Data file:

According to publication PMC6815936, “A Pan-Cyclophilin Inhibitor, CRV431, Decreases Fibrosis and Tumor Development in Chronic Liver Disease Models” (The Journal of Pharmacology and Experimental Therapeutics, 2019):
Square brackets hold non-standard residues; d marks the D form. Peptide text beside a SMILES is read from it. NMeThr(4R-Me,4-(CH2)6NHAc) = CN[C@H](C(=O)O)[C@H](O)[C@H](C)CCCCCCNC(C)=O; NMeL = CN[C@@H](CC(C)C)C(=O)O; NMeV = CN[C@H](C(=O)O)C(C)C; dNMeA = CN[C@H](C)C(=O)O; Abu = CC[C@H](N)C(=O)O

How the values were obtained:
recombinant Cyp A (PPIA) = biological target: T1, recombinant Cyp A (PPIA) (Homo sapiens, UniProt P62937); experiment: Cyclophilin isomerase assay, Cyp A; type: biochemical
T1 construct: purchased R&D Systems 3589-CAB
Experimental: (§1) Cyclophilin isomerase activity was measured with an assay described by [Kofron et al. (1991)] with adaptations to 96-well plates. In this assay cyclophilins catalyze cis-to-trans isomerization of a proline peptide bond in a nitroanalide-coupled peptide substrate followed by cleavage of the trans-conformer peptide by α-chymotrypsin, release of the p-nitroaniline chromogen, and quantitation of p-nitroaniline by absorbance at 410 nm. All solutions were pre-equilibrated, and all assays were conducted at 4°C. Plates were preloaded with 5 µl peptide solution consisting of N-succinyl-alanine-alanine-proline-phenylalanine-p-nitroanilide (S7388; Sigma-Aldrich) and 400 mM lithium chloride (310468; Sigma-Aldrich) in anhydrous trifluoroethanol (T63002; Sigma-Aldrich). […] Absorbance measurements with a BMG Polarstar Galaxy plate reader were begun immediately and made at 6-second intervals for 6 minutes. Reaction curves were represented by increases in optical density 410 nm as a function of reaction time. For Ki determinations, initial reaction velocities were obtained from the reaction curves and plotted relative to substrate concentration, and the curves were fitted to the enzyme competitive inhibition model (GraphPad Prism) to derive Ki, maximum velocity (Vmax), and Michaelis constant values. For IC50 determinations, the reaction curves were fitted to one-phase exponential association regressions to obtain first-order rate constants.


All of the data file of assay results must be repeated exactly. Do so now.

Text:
According to publication PMC6815936, “A Pan-Cyclophilin Inhibitor, CRV431, Decreases Fibrosis and Tumor Development in Chronic Liver Disease Models” (The Journal of Pharmacology and Experimental Therapeutics, 2019):
Square brackets hold non-standard residues; d marks the D form. Peptide text beside a SMILES is read from it. NMeThr(4R-Me,4-(CH2)6NHAc) = CN[C@H](C(=O)O)[C@H](O)[C@H](C)CCCCCCNC(C)=O; NMeL = CN[C@@H](CC(C)C)C(=O)O; NMeV = CN[C@H](C(=O)O)C(C)C; dNMeA = CN[C@H](C)C(=O)O; Abu = CC[C@H](N)C(=O)O

How the values were obtained:
recombinant Cyp A (PPIA) = biological target: T1, recombinant Cyp A (PPIA) (Homo sapiens, UniProt P62937); experiment: Cyclophilin isomerase assay, Cyp A; type: biochemical
T1 construct: purchased R&D Systems 3589-CAB
Experimental: (§1) Cyclophilin isomerase activity was measured with an assay described by [Kofron et al. (1991)] with adaptations to 96-well plates. In this assay cyclophilins catalyze cis-to-trans isomerization of a proline peptide bond in a nitroanalide-coupled peptide substrate followed by cleavage of the trans-conformer peptide by α-chymotrypsin, release of the p-nitroaniline chromogen, and quantitation of p-nitroaniline by absorbance at 410 nm. All solutions were pre-equilibrated, and all assays were conducted at 4°C. Plates were preloaded with 5 µl peptide solution consisting of N-succinyl-alanine-alanine-proline-phenylalanine-p-nitroanilide (S7388; Sigma-Aldrich) and 400 mM lithium chloride (310468; Sigma-Aldrich) in anhydrous trifluoroethanol (T63002; Sigma-Aldrich). […] Absorbance measurements with a BMG Polarstar Galaxy plate reader were begun immediately and made at 6-second intervals for 6 minutes. Reaction curves were represented by increases in optical density 410 nm as a function of reaction time. For Ki determinations, initial reaction velocities were obtained from the reaction curves and plotted relative to substrate concentration, and the curves were fitted to the enzyme competitive inhibition model (GraphPad Prism) to derive Ki, maximum velocity (Vmax), and Michaelis constant values. For IC50 determinations, the reaction curves were fitted to one-phase exponential association regressions to obtain first-order rate constants.